As a non-addict, this was very hard to wrap my head around. I just didn't understand.

So what does this have to do with Sugar Addiction? Stay with me.

A few weeks ago, Melissa Hartwig of Whole9 posted a blog regarding her own addiction in her blog, "Coming Clean". It was such an honest and open account of what she went through many years ago and how she is now using that experience in a positive way to help others with their food addictions. Particularly sugar and carbs.
This part really jumped out at me.

"Because theoretically, food addiction isn’t that different from drug addiction.
I’m not saying it’s the same, because technically, it’s not.  According to the The American Psychiatric Association’s DSM-IV, addiction is classified by three factors:
  1. Desire, even in the face of negative consequences
  2. Tolerance to the effect of the substance
  3. Withdrawal symptoms when use is reduced or stopped
Food – particularly sugar – clearly satisfies the first two conditions.  The jury is still out as to the third, and I’m simply not comfortable putting sugar or bread in the same category as heroin.
But the term is also applied to behaviors that are not substance-related, such as shopping, gambling or overeating. In this common usage, “addiction” describes a recurring compulsion to engage in some specific activity, despite harmful consequences (as deemed by the user themselves) to their individual health, mental state, or social life."
Ok, so let's be honest. Sugar addiction will not rip a family apart. Sugar addiction will not cause you to go bankrupt or break someone's heart or steal. You don't get a DUI/DWI for having too many milkshakes. People won't really take you serious if you tell them your are addicted to sugar, and why not? What's the big deal anyway? Sugar can't hurt you...right?
Umm, have you heard of diabetes? How about this? "Refined sugar is notorious for causing increased inflammation in the body. Regular consumption of refined sugar can lead to chronic inflammation which can disrupt immune system functioning. Chronic inflammation is implicated in arthritis, some forms of cancer, diabetes, and heart disease among many other illnesses. Chronic inflammation has also been linked to a higher risk of depression and schizophrenia. Psychologists who have become aware of the recent research on sugar and mental illness have begun recommending sugar free diets to patients." Learn more:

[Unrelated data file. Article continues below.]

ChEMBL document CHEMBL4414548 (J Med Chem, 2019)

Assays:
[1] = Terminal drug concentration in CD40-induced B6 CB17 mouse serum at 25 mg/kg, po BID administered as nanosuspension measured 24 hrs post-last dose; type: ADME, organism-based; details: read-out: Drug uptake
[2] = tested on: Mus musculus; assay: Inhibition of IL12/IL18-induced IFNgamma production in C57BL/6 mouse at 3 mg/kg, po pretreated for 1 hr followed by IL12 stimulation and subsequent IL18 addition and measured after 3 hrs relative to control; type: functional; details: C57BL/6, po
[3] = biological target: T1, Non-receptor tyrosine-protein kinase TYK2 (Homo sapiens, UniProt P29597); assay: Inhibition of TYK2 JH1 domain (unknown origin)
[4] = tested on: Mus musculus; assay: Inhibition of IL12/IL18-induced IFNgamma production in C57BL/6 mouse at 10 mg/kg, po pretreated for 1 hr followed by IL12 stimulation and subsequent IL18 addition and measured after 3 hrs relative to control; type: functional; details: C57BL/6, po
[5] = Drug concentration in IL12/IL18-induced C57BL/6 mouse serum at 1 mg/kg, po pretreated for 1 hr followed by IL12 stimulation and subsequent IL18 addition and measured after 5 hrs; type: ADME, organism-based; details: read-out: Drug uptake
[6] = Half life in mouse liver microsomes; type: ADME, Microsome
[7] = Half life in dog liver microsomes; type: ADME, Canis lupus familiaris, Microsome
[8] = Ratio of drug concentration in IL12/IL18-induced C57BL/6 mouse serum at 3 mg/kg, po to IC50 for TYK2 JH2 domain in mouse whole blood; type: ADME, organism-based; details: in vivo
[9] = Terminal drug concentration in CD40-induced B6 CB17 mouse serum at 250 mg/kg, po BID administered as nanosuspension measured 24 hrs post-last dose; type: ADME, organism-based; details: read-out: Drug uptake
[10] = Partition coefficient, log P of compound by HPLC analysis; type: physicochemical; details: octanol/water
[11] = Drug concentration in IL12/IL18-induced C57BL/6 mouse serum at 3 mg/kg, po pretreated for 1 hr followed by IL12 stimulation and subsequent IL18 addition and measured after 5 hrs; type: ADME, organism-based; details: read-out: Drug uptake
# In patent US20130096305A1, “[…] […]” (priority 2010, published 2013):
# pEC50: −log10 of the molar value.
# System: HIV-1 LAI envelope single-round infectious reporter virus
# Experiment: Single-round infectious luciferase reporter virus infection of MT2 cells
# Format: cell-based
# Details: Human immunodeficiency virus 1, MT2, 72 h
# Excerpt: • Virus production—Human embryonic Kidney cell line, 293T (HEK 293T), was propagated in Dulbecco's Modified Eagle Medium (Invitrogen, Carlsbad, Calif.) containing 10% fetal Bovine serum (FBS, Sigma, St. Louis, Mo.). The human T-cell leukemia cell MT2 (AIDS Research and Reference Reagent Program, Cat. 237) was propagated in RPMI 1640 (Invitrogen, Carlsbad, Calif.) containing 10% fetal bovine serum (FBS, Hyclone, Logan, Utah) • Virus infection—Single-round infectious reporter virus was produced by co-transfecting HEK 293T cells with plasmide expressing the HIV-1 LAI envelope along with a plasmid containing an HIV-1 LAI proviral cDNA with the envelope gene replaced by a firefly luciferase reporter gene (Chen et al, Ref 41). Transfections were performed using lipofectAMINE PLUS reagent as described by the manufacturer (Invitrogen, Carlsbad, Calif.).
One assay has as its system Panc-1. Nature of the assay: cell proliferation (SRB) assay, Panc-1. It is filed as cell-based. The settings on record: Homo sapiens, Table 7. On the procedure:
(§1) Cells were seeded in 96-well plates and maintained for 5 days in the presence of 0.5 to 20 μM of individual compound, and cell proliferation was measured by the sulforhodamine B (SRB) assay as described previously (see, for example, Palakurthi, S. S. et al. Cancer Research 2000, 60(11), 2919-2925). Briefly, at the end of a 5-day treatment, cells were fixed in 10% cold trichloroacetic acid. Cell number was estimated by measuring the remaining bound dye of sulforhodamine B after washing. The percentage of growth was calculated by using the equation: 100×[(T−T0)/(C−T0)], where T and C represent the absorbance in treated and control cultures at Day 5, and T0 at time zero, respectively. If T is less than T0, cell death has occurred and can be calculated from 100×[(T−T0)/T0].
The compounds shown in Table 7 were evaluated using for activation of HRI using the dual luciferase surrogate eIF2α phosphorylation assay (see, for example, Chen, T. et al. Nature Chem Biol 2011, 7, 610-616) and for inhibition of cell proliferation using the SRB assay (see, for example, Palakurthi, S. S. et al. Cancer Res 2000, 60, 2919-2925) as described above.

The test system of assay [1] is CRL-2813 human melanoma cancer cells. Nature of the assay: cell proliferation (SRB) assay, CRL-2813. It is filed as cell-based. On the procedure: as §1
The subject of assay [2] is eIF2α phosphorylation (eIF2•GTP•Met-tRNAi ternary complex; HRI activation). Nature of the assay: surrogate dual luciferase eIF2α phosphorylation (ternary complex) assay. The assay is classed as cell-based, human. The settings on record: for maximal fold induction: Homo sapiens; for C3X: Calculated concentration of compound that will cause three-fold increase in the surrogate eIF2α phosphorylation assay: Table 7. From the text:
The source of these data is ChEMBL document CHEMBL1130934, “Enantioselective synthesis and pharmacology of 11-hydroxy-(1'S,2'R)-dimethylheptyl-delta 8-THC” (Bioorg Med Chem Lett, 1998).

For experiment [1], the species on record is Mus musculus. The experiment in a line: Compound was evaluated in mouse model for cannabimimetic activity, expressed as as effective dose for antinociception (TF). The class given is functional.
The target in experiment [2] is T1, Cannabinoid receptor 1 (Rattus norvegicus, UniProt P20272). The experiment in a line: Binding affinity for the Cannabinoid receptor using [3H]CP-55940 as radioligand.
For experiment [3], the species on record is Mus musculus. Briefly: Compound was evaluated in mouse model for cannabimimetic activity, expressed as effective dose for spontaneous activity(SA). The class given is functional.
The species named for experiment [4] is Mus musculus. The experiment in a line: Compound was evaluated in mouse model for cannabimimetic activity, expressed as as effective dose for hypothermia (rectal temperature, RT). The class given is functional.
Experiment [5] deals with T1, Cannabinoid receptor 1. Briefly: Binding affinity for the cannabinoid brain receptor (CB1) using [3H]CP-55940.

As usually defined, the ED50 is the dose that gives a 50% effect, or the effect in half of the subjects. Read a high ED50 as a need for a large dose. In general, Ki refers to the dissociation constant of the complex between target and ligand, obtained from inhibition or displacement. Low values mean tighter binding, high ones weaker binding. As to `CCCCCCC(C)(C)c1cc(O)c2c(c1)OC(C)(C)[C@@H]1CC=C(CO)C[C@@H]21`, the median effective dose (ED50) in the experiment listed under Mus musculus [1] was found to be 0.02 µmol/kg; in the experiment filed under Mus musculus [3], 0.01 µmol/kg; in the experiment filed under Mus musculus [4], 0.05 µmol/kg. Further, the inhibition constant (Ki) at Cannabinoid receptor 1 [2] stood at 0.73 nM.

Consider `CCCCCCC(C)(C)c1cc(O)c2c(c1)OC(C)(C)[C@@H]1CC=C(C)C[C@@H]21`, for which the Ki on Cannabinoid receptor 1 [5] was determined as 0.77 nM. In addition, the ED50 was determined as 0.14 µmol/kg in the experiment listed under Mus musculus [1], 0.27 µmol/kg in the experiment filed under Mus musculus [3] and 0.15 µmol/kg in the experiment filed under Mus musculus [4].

I know all of these things. I even discuss with my athletes about how much better they will feel if they just eliminate the sugar out of their diets. I know because I have done the Whole30 twice in the past year. The last time I went 40 days and I felt amazing!! But then, I allow myself a cheat day, and then a cheat weekend and then, before I know it I have managed to explain to myself why I "deserve" to enjoy the bliss of sugar for the entire week.
Next thing I know, I am standing in front of a candy drawer hoping my husband doesn't come in and catch me sneaking a mini snickers.
I just didn't know what addiction really was and it took my husband who has been through his own program to point out to me what was going on. I will be honest. I was PISSED! I mean, how could he possibly compare my desire for chocolate to alcohol? And yet, here I was on the phone telling him to get twizzlers for our family movie night. "I thought you said no more sugar?," he asks. "Oh! I will start that next week. (enter excuse here).